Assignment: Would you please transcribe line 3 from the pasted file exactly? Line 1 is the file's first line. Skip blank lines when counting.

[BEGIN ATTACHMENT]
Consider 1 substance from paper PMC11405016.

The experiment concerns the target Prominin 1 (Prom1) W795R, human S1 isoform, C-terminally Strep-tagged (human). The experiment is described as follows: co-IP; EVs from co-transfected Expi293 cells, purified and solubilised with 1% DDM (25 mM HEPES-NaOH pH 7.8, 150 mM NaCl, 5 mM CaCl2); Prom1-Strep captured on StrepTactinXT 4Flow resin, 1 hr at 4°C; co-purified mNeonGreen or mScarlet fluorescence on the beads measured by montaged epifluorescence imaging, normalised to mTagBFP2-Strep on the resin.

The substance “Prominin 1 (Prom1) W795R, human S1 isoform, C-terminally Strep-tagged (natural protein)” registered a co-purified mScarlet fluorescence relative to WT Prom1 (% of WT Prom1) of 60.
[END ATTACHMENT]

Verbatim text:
The substance “Prominin 1 (Prom1) W795R, human S1 isoform, C-terminally Strep-tagged (natural protein)” registered a co-purified mScarlet fluorescence relative to WT Prom1 (% of WT Prom1) of 60.